He checked them carefully. Chestnut colour, the kind of fashion reminiscent of old times. Solid wood chest and night tables. High, solid wood headboards, with two queen-size mattresses covered with light cream bedding. He even checked the bottom of the bed and saw there were some cross-supports under the mattresses. “Everything looks okay. We’ll take it,” he said.
They then moved to some other areas and chose a couch, a coffee table, a dining table and chairs and other items that Malay was looking for. But she was agonizing about one more item. “We want to have this sofa bed, but we’re not quite sure if we have enough space in the living room. If we find no place for it after you deliver it to us, can we return it?” she asked Angie.
“No problem,” Angie said, “as long as you tell me within a week. I’ll arrange the pickup for no charge.”
Everything went smoothly, including delivery time, delivery charge and paperwork. Malay got what she wanted and she was happy. They left The Stone. Malay started singing a Chinese song, following the CD, while Gaojian was behind the wheel driving home. The sky was still bright at 9 p.m. “Wow, so beautiful! Look at the sky! I really love Vancouver’s summers,” Malay said. “And winters, too.”
But Gaojian was quiet for quite a while. “I think this woman was not telling us everything.”
“Why? I was about to praise your gentlemanly style tonight.”
“Yake’s home delivery charge is $38.” Gaojian insisted on going to Yake before heading to The Stone to get more information. “$38 should be the market price. But Angie said they normally charge $70 for each delivery and she gave you 50% discount. That’s $35 to make you happy. Clearly, that ‘50% discount’ is not true. Yes, you saved $3 comparing to Yake’s price.”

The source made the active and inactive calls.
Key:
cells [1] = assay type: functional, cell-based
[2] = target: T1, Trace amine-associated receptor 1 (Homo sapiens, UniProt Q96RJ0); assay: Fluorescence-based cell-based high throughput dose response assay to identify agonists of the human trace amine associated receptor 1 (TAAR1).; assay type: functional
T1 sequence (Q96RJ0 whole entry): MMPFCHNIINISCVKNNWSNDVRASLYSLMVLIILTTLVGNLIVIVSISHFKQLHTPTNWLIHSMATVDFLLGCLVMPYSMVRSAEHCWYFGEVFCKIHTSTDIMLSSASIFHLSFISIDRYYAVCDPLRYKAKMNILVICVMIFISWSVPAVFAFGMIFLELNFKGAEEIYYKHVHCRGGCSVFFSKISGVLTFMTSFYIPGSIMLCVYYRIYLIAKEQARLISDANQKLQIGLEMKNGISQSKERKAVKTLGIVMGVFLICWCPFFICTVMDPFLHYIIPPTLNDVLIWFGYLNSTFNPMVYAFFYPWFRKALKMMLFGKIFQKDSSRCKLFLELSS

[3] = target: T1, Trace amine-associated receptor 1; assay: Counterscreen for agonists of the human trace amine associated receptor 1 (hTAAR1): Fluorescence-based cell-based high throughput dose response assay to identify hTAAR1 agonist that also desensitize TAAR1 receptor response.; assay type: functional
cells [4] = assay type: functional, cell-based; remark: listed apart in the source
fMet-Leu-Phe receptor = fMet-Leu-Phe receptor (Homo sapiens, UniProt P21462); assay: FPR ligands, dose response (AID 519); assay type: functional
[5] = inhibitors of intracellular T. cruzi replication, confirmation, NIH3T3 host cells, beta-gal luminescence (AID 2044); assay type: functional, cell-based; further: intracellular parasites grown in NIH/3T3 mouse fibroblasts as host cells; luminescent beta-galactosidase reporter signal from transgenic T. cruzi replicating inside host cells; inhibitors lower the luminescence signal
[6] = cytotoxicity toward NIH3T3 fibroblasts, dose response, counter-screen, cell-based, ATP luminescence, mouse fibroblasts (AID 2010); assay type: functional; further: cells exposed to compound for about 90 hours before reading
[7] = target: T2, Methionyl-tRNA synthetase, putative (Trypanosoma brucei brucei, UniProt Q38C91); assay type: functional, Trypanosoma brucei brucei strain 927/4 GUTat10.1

“Don’t think of things like that. I’d rather believe people. This is Canada!”
“Okay, this is Canada,” Gaojian said.
Gaojian worked at a B.C. coastal forest company in downtown Vancouver, commuting by Skytrain. When he came back from work, Malay’s complaint greeted him. “Gaojian, you bought the wrong home! We can’t use that parking!”
“What’s the matter, Malay?” Gaojian asked.
“I can’t use that parking! I got stranded in the middle of the stall when I came back from grocery shopping this morning. I don’t know why I always touched the car—the middle part on the right side—against the edge of the wall. I just don’t know how to avoid it.”
“You hit the right side of the car?”
“I told you if you have difficulty parking the car, you park it at the visitor parking first and then—”
“I couldn’t get out of the stall after I struck the wall,” she almost cried. “I couldn’t move the car. I managed to get out of the car and stood by the car watching, I saw so many Chinese and Korean people coming and passing by but no one stopped to help me. I waited and waited and didn’t know what to do. Finally a white man with a bicycle came and helped me move it out.”
“Where is the car now?”
“In the visitor parking. The guy asked me if I needed help. I said yes and he asked where I wanted to put the car. I told him visitor parking….”